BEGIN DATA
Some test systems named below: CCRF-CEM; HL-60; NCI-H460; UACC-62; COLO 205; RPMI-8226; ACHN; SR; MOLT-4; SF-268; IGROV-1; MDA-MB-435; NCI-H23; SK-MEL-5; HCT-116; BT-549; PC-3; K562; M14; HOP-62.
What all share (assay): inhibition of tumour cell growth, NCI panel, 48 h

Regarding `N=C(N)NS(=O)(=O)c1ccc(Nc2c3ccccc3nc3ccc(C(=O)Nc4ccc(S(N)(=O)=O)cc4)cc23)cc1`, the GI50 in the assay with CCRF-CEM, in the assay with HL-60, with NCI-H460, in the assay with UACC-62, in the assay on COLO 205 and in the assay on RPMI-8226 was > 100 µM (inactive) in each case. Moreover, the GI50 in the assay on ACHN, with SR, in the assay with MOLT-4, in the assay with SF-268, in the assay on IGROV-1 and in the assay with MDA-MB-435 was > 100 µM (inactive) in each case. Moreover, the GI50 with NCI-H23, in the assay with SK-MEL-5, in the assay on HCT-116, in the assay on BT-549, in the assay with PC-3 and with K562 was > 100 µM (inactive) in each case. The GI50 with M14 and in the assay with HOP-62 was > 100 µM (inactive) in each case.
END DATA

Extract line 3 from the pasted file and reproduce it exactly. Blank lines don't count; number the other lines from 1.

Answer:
Regarding `N=C(N)NS(=O)(=O)c1ccc(Nc2c3ccccc3nc3ccc(C(=O)Nc4ccc(S(N)(=O)=O)cc4)cc23)cc1`, the GI50 in the assay with CCRF-CEM, in the assay with HL-60, with NCI-H460, in the assay with UACC-62, in the assay on COLO 205 and in the assay on RPMI-8226 was > 100 µM (inactive) in each case. Moreover, the GI50 in the assay on ACHN, with SR, in the assay with MOLT-4, in the assay with SF-268, in the assay on IGROV-1 and in the assay with MDA-MB-435 was > 100 µM (inactive) in each case. Moreover, the GI50 with NCI-H23, in the assay with SK-MEL-5, in the assay on HCT-116, in the assay on BT-549, in the assay with PC-3 and with K562 was > 100 µM (inactive) in each case. The GI50 with M14 and in the assay with HOP-62 was > 100 µM (inactive) in each case.